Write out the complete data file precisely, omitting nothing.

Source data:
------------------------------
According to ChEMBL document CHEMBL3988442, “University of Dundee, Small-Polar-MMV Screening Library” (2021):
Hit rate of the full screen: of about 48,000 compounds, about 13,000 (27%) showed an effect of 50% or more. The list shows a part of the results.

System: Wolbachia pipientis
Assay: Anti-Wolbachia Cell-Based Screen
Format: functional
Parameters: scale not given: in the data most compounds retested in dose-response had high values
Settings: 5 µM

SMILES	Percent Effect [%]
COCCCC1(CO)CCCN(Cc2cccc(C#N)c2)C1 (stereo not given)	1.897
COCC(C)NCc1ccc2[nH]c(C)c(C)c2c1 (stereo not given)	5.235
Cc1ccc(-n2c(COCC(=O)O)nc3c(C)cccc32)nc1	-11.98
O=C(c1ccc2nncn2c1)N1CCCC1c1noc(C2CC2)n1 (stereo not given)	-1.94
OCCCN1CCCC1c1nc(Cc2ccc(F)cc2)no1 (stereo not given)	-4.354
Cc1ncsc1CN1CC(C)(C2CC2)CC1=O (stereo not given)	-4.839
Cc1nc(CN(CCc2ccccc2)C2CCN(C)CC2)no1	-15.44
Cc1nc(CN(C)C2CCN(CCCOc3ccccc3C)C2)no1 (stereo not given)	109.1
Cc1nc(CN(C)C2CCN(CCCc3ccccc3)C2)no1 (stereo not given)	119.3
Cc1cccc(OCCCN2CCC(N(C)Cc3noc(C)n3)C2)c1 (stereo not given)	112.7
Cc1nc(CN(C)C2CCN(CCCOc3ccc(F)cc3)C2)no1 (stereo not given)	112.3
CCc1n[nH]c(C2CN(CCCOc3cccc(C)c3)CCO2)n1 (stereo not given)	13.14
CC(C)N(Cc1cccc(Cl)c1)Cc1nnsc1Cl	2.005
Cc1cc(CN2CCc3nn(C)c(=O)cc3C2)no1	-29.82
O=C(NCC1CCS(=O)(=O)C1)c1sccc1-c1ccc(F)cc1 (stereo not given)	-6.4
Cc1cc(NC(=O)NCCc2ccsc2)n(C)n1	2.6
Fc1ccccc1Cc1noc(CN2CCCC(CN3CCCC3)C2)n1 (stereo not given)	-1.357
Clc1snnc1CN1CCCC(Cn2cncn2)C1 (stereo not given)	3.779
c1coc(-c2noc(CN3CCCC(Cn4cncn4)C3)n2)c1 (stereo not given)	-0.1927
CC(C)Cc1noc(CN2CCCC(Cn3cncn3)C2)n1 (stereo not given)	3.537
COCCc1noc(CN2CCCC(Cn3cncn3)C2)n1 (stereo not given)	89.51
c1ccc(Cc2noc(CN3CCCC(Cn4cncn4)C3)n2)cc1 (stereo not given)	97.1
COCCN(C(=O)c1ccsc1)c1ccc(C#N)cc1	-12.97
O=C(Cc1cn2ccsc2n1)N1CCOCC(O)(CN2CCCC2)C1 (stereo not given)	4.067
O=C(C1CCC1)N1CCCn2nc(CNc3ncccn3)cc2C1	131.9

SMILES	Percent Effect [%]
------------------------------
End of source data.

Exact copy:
According to ChEMBL document CHEMBL3988442, “University of Dundee, Small-Polar-MMV Screening Library” (2021):
Hit rate of the full screen: of about 48,000 compounds, about 13,000 (27%) showed an effect of 50% or more. The list shows a part of the results.

System: Wolbachia pipientis
Assay: Anti-Wolbachia Cell-Based Screen
Format: functional
Parameters: scale not given: in the data most compounds retested in dose-response had high values
Settings: 5 µM

SMILES	Percent Effect [%]
COCCCC1(CO)CCCN(Cc2cccc(C#N)c2)C1 (stereo not given)	1.897
COCC(C)NCc1ccc2[nH]c(C)c(C)c2c1 (stereo not given)	5.235
Cc1ccc(-n2c(COCC(=O)O)nc3c(C)cccc32)nc1	-11.98
O=C(c1ccc2nncn2c1)N1CCCC1c1noc(C2CC2)n1 (stereo not given)	-1.94
OCCCN1CCCC1c1nc(Cc2ccc(F)cc2)no1 (stereo not given)	-4.354
Cc1ncsc1CN1CC(C)(C2CC2)CC1=O (stereo not given)	-4.839
Cc1nc(CN(CCc2ccccc2)C2CCN(C)CC2)no1	-15.44
Cc1nc(CN(C)C2CCN(CCCOc3ccccc3C)C2)no1 (stereo not given)	109.1
Cc1nc(CN(C)C2CCN(CCCc3ccccc3)C2)no1 (stereo not given)	119.3
Cc1cccc(OCCCN2CCC(N(C)Cc3noc(C)n3)C2)c1 (stereo not given)	112.7
Cc1nc(CN(C)C2CCN(CCCOc3ccc(F)cc3)C2)no1 (stereo not given)	112.3
CCc1n[nH]c(C2CN(CCCOc3cccc(C)c3)CCO2)n1 (stereo not given)	13.14
CC(C)N(Cc1cccc(Cl)c1)Cc1nnsc1Cl	2.005
Cc1cc(CN2CCc3nn(C)c(=O)cc3C2)no1	-29.82
O=C(NCC1CCS(=O)(=O)C1)c1sccc1-c1ccc(F)cc1 (stereo not given)	-6.4
Cc1cc(NC(=O)NCCc2ccsc2)n(C)n1	2.6
Fc1ccccc1Cc1noc(CN2CCCC(CN3CCCC3)C2)n1 (stereo not given)	-1.357
Clc1snnc1CN1CCCC(Cn2cncn2)C1 (stereo not given)	3.779
c1coc(-c2noc(CN3CCCC(Cn4cncn4)C3)n2)c1 (stereo not given)	-0.1927
CC(C)Cc1noc(CN2CCCC(Cn3cncn3)C2)n1 (stereo not given)	3.537
COCCc1noc(CN2CCCC(Cn3cncn3)C2)n1 (stereo not given)	89.51
c1ccc(Cc2noc(CN3CCCC(Cn4cncn4)C3)n2)cc1 (stereo not given)	97.1
COCCN(C(=O)c1ccsc1)c1ccc(C#N)cc1	-12.97
O=C(Cc1cn2ccsc2n1)N1CCOCC(O)(CN2CCCC2)C1 (stereo not given)	4.067
O=C(C1CCC1)N1CCCn2nc(CNc3ncccn3)cc2C1	131.9

SMILES	Percent Effect [%]